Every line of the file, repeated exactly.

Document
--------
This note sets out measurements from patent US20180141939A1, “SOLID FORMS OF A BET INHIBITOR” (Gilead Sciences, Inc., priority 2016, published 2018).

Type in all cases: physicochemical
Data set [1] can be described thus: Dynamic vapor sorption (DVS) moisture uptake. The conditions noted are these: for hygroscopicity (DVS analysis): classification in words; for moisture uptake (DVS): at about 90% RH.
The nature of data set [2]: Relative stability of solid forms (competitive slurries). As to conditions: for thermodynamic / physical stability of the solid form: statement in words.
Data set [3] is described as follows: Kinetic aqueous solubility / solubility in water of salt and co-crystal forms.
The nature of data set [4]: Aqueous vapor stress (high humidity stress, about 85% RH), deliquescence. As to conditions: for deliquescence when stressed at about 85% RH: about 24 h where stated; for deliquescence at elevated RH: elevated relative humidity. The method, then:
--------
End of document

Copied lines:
This note sets out measurements from patent US20180141939A1, “SOLID FORMS OF A BET INHIBITOR” (Gilead Sciences, Inc., priority 2016, published 2018).

Type in all cases: physicochemical
Data set [1] can be described thus: Dynamic vapor sorption (DVS) moisture uptake. The conditions noted are these: for hygroscopicity (DVS analysis): classification in words; for moisture uptake (DVS): at about 90% RH.
The nature of data set [2]: Relative stability of solid forms (competitive slurries). As to conditions: for thermodynamic / physical stability of the solid form: statement in words.
Data set [3] is described as follows: Kinetic aqueous solubility / solubility in water of salt and co-crystal forms.
The nature of data set [4]: Aqueous vapor stress (high humidity stress, about 85% RH), deliquescence. As to conditions: for deliquescence when stressed at about 85% RH: about 24 h where stated; for deliquescence at elevated RH: elevated relative humidity. The method, then: